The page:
Three apps on Google Play use delayed attacks, self-naming tricks, and an attack list dictated by a command and control server to click on ads in the background without the user’s knowledge.
Summary: Three apps on Google Play use delayed attacks, self-naming tricks, and an attack list dictated by a command and control server to click on ads in the background without the user’s knowledge.
Symantec researchers discovered three malicious applications on Google Play that collected ad revenue by clicking on ads while running in the background. The three apps utilized three separate techniques (delayed attacks, self-naming tricks, and an attack list received from a command and control server [C&C]) that are relatively common on their own, but have not been seen together. Symantec detects these threats as Android.Fakeapp. We have notified Google about these apps and they have been removed from Google Play.
The three malicious apps were available on Google Play with the following package and app names:
- com.sarabase.clearmaster.speedbooster (Clear Master Boost and Clean)
- com.desive.fastercharger.fastcharger (Fast Charge 2017)
- com.qt.fastercharger (Fast Charger X3 Free)
Google Play reported between 10,000 and 50,000 installs each of the Fast Charge 2017 and Fast Charger X3 Free apps and 5,000 to 10,000 installs of the Clear Master Boost and Clean app in North America.
Hiding with a fake name
Even on the Android platform, an app can appear to be many things to many different interfaces. These specific apps use one name on the home screen while hiding under a different process name. In one example we encountered, the app title was â€˜Fast Chargerâ€™ on the home screen, while the process name according to the â€˜Settings > Appsâ€™ dialog appears as â€˜androidâ€™. Once the app hides by deleting itself from the launcher, all thatâ€™s left is a process called â€˜androidâ€™; an unlikely candidate for a user to force quit.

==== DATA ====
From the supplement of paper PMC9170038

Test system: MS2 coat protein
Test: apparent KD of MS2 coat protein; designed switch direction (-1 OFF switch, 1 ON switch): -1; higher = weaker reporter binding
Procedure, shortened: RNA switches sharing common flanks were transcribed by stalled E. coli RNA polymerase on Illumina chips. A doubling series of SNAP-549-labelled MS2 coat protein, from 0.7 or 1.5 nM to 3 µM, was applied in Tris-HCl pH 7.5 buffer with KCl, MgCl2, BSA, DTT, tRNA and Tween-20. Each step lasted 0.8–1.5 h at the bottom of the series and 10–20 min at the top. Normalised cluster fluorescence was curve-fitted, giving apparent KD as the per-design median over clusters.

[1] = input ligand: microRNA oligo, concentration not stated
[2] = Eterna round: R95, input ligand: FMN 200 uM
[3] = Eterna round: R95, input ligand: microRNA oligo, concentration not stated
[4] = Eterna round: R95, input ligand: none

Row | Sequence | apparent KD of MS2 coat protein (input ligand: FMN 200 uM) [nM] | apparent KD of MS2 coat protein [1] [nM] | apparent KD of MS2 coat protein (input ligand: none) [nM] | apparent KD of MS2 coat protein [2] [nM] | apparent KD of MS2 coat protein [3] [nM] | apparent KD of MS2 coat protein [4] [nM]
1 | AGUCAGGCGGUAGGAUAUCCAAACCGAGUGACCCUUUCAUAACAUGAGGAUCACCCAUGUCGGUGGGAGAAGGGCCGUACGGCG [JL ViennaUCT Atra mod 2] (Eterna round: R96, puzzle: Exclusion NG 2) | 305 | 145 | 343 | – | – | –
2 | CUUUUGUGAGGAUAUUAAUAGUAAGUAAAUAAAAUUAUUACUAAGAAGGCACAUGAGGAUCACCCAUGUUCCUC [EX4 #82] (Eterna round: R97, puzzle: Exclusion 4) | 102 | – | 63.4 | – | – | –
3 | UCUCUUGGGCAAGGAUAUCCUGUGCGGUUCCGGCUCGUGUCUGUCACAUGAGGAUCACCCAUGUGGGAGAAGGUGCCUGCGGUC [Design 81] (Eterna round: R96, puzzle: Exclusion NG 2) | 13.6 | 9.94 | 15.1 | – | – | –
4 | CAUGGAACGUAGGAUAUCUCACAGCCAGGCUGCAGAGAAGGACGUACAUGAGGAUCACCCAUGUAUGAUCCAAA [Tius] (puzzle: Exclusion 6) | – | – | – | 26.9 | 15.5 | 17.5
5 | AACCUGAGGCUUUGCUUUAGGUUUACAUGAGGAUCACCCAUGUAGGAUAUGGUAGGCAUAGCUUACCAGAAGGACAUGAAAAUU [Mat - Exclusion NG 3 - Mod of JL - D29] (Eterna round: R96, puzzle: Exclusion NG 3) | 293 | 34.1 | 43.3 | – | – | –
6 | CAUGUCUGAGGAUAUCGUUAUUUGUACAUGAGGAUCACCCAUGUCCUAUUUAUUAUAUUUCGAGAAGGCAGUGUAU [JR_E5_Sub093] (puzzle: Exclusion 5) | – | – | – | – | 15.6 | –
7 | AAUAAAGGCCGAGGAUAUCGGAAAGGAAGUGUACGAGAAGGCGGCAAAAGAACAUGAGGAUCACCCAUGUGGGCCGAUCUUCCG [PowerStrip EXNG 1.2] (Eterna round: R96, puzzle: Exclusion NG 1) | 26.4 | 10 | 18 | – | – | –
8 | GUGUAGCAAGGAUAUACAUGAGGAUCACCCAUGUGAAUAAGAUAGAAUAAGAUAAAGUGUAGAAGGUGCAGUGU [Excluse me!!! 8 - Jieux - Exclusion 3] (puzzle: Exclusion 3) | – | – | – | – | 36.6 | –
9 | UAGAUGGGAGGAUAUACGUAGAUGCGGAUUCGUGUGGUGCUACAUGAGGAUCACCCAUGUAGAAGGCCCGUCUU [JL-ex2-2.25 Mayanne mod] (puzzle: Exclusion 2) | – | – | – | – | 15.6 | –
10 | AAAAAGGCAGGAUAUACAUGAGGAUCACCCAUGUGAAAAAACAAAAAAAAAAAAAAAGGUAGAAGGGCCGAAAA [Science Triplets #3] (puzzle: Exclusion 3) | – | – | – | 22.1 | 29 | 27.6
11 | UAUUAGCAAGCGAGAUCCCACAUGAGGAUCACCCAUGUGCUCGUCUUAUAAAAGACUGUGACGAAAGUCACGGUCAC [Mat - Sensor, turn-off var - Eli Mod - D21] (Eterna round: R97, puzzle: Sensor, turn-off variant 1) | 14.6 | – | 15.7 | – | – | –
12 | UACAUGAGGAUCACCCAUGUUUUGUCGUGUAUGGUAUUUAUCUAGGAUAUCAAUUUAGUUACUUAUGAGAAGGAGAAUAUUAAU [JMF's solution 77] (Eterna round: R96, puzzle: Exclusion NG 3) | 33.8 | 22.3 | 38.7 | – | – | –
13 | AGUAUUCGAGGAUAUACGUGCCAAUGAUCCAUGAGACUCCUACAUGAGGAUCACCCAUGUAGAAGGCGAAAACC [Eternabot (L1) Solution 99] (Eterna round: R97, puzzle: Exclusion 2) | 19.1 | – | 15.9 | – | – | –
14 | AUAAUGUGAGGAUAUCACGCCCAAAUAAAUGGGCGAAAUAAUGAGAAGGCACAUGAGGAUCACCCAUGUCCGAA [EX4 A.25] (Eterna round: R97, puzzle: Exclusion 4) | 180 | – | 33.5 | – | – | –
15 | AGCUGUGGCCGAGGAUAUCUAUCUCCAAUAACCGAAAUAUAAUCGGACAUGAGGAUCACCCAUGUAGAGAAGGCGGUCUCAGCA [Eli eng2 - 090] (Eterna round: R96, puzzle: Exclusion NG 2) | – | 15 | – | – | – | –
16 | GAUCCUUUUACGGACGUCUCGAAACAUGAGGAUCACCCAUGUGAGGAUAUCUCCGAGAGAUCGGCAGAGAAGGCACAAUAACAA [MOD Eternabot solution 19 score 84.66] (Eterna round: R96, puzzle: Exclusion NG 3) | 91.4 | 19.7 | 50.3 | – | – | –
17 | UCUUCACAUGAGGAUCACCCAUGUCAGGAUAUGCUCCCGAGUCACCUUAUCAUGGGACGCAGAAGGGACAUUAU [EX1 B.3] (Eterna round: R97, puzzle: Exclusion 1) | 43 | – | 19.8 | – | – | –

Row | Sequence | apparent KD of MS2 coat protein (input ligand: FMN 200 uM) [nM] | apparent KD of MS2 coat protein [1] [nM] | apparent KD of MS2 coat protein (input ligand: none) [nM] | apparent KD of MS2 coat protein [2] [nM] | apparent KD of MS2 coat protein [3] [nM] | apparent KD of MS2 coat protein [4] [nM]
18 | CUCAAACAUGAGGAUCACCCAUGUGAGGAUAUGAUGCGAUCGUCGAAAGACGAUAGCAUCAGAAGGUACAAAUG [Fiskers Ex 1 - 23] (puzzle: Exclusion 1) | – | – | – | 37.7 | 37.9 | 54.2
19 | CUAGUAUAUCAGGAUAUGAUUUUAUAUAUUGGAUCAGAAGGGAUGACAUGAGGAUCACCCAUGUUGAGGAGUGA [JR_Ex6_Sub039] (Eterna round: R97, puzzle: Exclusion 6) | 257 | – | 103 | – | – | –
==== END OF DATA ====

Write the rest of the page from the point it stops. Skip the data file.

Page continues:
Figure 1. Hiding under the ‘Faster Charger’ name on the home screen and the ‘android’ name on the processes screen
Attacker directed malware
Like many other pieces malware, these apps get their marching orders from command and control servers on the internet. In this case, the malware receives a list of apps that could be deployed, corresponding delay times, and ad servers to connect to. The app in question will verify itself against this list and behave accordingly. With this information, the malicious apps can earn the attackers money by clicking on ads in the background without the user’s knowledge. Attackers can update malware thatâ€™s not making enough money and test out new configurations using devices with the malicious apps on them.
By triggering malicious behavior on a delay, malware can trick victims into blaming subsequently installed apps for strange behavior theyâ€™re observing. This mechanism also thwarts attempts by AV programs using dynamic analysis because the delay often leads to dynamic analysis exiting before it detects the threat.
Becoming a Device Administrator
These apps may take the final step of requesting Device Administrator privileges from the user. If the user can be tricked into clicking â€˜OKâ€™, the app, already hidden from the launcher, becomes even more difficult to locate and disable.
Protect yourself with Norton Mobile Security
Norton Mobile Security uses static and dynamic analysis, machine learning, and behavioral fingerprinting to identify and protect millions of users around the world. In addition to traditional protection, the App Advisor feature will warn users of malware and greyware while shopping for apps on Google Play.
Figure 2. App Advisor’s malicious app warning